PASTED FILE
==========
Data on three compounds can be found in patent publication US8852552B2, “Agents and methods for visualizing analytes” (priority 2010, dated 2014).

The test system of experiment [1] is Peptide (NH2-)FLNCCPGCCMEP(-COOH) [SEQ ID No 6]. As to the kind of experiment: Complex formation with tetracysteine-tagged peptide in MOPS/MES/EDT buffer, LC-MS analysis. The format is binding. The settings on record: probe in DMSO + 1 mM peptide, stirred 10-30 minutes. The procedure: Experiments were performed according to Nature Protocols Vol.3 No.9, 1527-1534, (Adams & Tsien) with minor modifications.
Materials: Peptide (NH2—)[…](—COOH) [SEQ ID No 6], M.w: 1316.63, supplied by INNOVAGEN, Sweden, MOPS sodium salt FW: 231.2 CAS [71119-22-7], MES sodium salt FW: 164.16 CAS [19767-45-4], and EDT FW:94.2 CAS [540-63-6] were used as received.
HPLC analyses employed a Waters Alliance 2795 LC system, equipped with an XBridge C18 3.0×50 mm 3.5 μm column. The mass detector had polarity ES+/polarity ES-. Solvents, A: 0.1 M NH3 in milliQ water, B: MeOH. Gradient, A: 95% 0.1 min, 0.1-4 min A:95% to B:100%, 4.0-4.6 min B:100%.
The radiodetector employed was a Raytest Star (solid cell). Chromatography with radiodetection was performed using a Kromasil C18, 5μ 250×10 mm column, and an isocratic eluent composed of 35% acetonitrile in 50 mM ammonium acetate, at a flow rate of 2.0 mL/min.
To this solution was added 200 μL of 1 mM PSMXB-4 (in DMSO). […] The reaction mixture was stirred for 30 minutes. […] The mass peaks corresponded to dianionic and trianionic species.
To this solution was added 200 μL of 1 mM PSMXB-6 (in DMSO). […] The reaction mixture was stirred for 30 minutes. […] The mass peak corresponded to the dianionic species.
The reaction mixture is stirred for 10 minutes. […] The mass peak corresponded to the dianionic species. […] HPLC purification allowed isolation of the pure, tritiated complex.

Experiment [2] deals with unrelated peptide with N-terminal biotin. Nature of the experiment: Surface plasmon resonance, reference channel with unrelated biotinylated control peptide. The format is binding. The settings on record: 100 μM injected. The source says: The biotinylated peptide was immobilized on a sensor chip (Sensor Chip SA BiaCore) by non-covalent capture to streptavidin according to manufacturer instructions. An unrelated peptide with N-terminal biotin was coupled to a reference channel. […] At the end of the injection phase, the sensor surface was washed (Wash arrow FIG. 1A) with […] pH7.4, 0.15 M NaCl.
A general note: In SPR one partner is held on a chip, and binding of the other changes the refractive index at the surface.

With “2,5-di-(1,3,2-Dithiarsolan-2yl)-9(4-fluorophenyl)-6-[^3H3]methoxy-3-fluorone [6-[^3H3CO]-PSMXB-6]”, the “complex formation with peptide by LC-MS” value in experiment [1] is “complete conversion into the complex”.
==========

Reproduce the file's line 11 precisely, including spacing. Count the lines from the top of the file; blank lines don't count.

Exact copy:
With “2,5-di-(1,3,2-Dithiarsolan-2yl)-9(4-fluorophenyl)-6-[^3H3]methoxy-3-fluorone [6-[^3H3CO]-PSMXB-6]”, the “complex formation with peptide by LC-MS” value in experiment [1] is “complete conversion into the complex”.